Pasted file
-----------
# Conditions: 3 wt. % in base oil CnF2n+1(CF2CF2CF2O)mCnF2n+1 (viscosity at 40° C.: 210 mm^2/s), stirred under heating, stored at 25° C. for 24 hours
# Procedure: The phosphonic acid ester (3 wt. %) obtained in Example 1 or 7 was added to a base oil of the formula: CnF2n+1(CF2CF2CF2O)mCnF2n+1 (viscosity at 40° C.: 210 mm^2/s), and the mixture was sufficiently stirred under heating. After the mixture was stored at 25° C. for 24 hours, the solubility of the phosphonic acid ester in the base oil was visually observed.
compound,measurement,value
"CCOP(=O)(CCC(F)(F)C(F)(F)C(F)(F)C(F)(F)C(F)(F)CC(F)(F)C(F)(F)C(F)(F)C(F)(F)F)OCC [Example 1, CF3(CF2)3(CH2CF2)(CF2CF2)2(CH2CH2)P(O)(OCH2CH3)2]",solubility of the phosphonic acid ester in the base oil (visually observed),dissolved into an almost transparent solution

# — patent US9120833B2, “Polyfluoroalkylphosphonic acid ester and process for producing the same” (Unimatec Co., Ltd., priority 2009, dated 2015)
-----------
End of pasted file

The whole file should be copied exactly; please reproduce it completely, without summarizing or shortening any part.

# Conditions: 3 wt. % in base oil CnF2n+1(CF2CF2CF2O)mCnF2n+1 (viscosity at 40° C.: 210 mm^2/s), stirred under heating, stored at 25° C. for 24 hours
# Procedure: The phosphonic acid ester (3 wt. %) obtained in Example 1 or 7 was added to a base oil of the formula: CnF2n+1(CF2CF2CF2O)mCnF2n+1 (viscosity at 40° C.: 210 mm^2/s), and the mixture was sufficiently stirred under heating. After the mixture was stored at 25° C. for 24 hours, the solubility of the phosphonic acid ester in the base oil was visually observed.
compound,measurement,value
"CCOP(=O)(CCC(F)(F)C(F)(F)C(F)(F)C(F)(F)C(F)(F)CC(F)(F)C(F)(F)C(F)(F)C(F)(F)F)OCC [Example 1, CF3(CF2)3(CH2CF2)(CF2CF2)2(CH2CH2)P(O)(OCH2CH3)2]",solubility of the phosphonic acid ester in the base oil (visually observed),dissolved into an almost transparent solution

# — patent US9120833B2, “Polyfluoroalkylphosphonic acid ester and process for producing the same” (Unimatec Co., Ltd., priority 2009, dated 2015)